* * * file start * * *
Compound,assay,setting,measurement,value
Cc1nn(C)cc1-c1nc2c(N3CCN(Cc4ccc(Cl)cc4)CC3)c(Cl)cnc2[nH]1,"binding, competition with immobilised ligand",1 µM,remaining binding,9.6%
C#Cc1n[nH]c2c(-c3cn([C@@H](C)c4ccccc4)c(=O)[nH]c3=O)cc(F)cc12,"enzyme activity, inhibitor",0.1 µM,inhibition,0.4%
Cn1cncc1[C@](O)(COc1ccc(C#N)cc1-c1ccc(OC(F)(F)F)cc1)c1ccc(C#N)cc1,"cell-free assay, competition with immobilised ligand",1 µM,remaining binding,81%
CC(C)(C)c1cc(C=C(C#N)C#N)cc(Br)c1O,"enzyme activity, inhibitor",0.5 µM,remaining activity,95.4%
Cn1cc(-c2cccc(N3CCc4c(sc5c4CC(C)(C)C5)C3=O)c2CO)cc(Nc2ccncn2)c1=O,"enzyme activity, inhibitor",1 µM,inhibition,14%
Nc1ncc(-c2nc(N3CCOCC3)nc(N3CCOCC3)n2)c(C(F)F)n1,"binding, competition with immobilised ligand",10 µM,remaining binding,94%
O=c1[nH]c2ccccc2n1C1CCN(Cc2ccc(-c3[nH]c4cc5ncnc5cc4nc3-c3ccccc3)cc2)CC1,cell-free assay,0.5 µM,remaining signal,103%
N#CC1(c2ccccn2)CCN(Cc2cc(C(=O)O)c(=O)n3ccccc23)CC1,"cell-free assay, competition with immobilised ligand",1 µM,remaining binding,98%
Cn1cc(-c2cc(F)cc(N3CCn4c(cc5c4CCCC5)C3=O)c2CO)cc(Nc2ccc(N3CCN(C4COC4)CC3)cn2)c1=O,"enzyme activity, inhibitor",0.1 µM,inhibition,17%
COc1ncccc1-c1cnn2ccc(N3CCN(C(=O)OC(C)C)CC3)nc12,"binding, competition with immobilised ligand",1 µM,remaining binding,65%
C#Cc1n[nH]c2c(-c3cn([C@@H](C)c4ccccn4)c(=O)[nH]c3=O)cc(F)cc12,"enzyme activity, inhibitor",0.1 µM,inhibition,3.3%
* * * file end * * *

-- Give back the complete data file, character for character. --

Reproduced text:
Compound,assay,setting,measurement,value
Cc1nn(C)cc1-c1nc2c(N3CCN(Cc4ccc(Cl)cc4)CC3)c(Cl)cnc2[nH]1,"binding, competition with immobilised ligand",1 µM,remaining binding,9.6%
C#Cc1n[nH]c2c(-c3cn([C@@H](C)c4ccccc4)c(=O)[nH]c3=O)cc(F)cc12,"enzyme activity, inhibitor",0.1 µM,inhibition,0.4%
Cn1cncc1[C@](O)(COc1ccc(C#N)cc1-c1ccc(OC(F)(F)F)cc1)c1ccc(C#N)cc1,"cell-free assay, competition with immobilised ligand",1 µM,remaining binding,81%
CC(C)(C)c1cc(C=C(C#N)C#N)cc(Br)c1O,"enzyme activity, inhibitor",0.5 µM,remaining activity,95.4%
Cn1cc(-c2cccc(N3CCc4c(sc5c4CC(C)(C)C5)C3=O)c2CO)cc(Nc2ccncn2)c1=O,"enzyme activity, inhibitor",1 µM,inhibition,14%
Nc1ncc(-c2nc(N3CCOCC3)nc(N3CCOCC3)n2)c(C(F)F)n1,"binding, competition with immobilised ligand",10 µM,remaining binding,94%
O=c1[nH]c2ccccc2n1C1CCN(Cc2ccc(-c3[nH]c4cc5ncnc5cc4nc3-c3ccccc3)cc2)CC1,cell-free assay,0.5 µM,remaining signal,103%
N#CC1(c2ccccn2)CCN(Cc2cc(C(=O)O)c(=O)n3ccccc23)CC1,"cell-free assay, competition with immobilised ligand",1 µM,remaining binding,98%
Cn1cc(-c2cc(F)cc(N3CCn4c(cc5c4CCCC5)C3=O)c2CO)cc(Nc2ccc(N3CCN(C4COC4)CC3)cn2)c1=O,"enzyme activity, inhibitor",0.1 µM,inhibition,17%
COc1ncccc1-c1cnn2ccc(N3CCN(C(=O)OC(C)C)CC3)nc12,"binding, competition with immobilised ligand",1 µM,remaining binding,65%
C#Cc1n[nH]c2c(-c3cn([C@@H](C)c4ccccn4)c(=O)[nH]c3=O)cc(F)cc12,"enzyme activity, inhibitor",0.1 µM,inhibition,3.3%